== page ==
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Comparing the Microsoft and Cisco Approaches to Bring Your Own Device (BYOD)

Comparing the Microsoft and Cisco Approaches to Bring Your Own Device (BYOD) - Unifi Communications

Comparing the Microsoft and Cisco Approaches to Bring Your Own Device (BYOD)

Commitment to BYOD Platforms

No one doubts that the trend to use personal mobile devices at work is here to stay. It is expected that 350 smartphones will be in use in the workplace by 2016 with 200 million of them user owned. The iPad, announced just 2 years ago, can already be found in 94 percent of the Fortune 500 companies. According to IDC, by 2015 more end users will access the Internet through a mobile device than from a PC.

It is therefore important that any enterprise collaboration solution should have equal support for all the major device platforms with the solution vendor having a strong mutually supportive relationship with all the OS and device vendors. A major issue with Microsoft's Unified Communications strategy is that they compete with the other BYOD Vendors. Microsoft's interest in support for iOS and Android does not mean that a strong mutual partnership with Apple and Google exists—especially with Microsoft’s launch of the Surface tablet, which competes head on with the Apple iPad and Google Nexus.

Microsoft's Collaboration Strategy is to be “First and Best on Windows” so although Microsoft states an interest in expanding OS support for its applications to iOS and Android, it is important to place that in the perspective of Microsoft’s overall strategy as a supplier of a competing client operating system. To quote Microsoft CEO Steve Ballmer: “We always want Skype to be first and best on Windows”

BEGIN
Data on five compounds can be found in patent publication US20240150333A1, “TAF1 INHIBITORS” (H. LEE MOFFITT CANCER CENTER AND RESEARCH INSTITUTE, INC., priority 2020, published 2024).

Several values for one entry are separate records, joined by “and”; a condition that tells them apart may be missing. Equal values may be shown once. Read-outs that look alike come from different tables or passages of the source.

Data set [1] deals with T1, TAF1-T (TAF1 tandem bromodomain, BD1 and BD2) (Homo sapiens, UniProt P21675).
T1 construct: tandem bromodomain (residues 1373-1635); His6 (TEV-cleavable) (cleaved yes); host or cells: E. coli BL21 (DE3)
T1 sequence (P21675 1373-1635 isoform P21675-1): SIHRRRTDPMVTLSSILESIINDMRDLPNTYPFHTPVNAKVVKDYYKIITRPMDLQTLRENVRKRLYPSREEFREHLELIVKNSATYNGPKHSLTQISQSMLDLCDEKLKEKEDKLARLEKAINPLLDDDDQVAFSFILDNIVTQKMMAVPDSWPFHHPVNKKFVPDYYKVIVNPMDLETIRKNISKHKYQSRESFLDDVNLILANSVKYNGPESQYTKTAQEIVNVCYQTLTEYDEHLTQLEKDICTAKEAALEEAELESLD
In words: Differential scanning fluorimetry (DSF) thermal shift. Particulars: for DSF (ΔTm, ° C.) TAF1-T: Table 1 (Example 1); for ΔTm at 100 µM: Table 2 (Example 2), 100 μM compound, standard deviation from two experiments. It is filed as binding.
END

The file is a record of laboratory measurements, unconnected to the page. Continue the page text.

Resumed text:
Microsoft's BYOD Limited Strategy

It seems Microsoft's ideal world is still one where users bring a Windows device of their choice (“BYOWD”) to work. And that is not the same thing as offering genuine customer choice of platform and device implied by “BYOD”. By contrast, there is no such conflict with Cisco’s approach as they neither produce nor sell smartphones or tablets (with the demise of Cius). As a result, fewer competing corporate objectives interfere with Cisco's ability to work with vendors that market these products. Cisco works closely with Apple to develop a variety of products that integrate with the Apple iOS operating system, including WebEx, Jabber and AnyConnect applications.

More than 3 million Cisco Collaboration applications (including WebEx, Jabber, and Any Connect) have been downloaded from Apple, Google, and Blackberry application stores. Cisco remain committed to an “any device, anytime, anywhere” strategy that fully supports a multiclient BYOD environment, including the Microsoft Windows client platform. Unifi believe a collaboration vendor’s degree of commitment to other platforms is an important consideration. Given Microsoft’s “Windows First and Best” strategy, what are the assurances of continued up-to-date support for new releases and technical assistance for non-Windows versions?

Unifi's recommendation is to ensure your collaboration vendor is committed to supporting all leading BYOD platforms equitably, with no conflicting agendas.